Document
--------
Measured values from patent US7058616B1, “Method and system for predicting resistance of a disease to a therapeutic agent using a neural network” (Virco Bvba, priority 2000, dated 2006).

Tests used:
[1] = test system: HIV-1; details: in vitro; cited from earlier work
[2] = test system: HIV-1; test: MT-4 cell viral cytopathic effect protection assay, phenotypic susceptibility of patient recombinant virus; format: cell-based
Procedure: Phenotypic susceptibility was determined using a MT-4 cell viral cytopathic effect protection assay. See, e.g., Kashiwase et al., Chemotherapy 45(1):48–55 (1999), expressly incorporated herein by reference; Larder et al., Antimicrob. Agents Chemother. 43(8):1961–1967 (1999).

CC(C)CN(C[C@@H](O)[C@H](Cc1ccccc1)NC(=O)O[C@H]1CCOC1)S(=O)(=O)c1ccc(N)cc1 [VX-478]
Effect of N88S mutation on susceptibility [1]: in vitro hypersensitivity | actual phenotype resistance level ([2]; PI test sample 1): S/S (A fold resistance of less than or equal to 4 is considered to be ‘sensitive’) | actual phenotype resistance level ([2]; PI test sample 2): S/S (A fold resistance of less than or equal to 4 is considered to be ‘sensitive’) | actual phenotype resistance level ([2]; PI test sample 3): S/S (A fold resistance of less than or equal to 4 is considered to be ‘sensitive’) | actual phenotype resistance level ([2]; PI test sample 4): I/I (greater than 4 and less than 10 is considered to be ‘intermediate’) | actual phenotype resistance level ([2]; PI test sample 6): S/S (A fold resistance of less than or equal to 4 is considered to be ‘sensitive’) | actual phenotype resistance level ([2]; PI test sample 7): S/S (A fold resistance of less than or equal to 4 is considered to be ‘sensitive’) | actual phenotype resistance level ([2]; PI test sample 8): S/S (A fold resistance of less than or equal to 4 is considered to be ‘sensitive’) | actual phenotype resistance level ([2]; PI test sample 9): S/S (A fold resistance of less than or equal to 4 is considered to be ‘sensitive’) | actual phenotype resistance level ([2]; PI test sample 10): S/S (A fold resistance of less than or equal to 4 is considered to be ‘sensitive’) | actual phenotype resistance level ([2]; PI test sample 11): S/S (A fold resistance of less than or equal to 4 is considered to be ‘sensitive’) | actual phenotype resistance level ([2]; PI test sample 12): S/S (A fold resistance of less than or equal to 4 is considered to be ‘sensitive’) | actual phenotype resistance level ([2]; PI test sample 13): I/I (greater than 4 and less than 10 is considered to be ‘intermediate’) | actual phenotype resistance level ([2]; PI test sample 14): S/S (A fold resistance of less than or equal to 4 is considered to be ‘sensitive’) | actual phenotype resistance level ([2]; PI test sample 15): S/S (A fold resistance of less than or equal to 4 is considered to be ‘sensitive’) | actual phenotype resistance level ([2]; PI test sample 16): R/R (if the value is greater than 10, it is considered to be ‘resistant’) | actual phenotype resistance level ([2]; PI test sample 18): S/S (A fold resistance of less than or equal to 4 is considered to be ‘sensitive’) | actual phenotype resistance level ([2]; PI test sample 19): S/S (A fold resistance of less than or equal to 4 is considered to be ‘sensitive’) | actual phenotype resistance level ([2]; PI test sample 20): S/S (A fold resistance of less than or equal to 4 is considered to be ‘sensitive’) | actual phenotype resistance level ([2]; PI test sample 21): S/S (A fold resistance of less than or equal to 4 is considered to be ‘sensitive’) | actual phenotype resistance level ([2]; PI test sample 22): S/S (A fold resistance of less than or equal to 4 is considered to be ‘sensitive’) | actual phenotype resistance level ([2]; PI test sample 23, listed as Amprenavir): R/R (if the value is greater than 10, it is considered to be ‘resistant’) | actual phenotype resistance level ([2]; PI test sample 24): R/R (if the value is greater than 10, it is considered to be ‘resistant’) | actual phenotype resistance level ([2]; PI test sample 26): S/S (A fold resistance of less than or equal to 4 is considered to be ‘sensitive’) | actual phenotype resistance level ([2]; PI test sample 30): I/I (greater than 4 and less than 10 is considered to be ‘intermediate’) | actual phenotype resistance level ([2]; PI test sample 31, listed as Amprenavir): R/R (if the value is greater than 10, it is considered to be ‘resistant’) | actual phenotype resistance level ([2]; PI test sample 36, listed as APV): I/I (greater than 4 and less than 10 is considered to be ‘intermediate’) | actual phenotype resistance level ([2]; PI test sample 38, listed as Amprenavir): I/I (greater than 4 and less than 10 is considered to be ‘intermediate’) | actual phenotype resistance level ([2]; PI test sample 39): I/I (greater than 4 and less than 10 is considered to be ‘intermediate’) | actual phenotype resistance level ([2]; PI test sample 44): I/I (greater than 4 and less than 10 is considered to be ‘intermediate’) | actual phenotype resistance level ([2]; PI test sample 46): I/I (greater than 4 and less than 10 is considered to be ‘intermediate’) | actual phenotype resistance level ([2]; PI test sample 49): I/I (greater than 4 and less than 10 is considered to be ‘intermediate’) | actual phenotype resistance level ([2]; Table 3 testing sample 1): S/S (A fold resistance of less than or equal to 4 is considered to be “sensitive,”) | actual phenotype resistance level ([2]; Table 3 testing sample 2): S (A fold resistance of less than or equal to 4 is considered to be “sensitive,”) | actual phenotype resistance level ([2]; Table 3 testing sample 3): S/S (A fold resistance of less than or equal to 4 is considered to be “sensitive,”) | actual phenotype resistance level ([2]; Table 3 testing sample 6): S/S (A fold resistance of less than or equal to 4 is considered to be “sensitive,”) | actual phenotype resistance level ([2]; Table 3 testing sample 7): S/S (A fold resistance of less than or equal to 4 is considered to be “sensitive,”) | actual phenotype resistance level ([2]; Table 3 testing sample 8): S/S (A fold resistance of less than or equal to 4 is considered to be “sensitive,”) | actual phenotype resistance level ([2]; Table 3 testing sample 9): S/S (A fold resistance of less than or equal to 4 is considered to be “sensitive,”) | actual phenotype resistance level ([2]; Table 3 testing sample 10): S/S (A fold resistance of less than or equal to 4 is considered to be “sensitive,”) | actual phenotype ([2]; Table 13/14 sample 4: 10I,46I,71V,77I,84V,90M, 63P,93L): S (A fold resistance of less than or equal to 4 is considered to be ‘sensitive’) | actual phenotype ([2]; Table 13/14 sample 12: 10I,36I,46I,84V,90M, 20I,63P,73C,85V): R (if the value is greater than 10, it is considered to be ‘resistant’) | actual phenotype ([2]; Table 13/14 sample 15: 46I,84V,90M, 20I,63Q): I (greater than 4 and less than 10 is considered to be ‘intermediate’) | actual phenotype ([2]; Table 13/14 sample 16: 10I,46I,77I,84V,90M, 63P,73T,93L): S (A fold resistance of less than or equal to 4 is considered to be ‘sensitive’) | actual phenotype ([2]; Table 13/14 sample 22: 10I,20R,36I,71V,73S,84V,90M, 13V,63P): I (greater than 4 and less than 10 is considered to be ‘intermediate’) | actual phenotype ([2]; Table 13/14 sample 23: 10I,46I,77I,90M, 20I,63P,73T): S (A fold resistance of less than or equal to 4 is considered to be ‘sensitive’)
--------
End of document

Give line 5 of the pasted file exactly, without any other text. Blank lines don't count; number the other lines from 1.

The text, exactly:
Procedure: Phenotypic susceptibility was determined using a MT-4 cell viral cytopathic effect protection assay. See, e.g., Kashiwase et al., Chemotherapy 45(1):48–55 (1999), expressly incorporated herein by reference; Larder et al., Antimicrob. Agents Chemother. 43(8):1961–1967 (1999).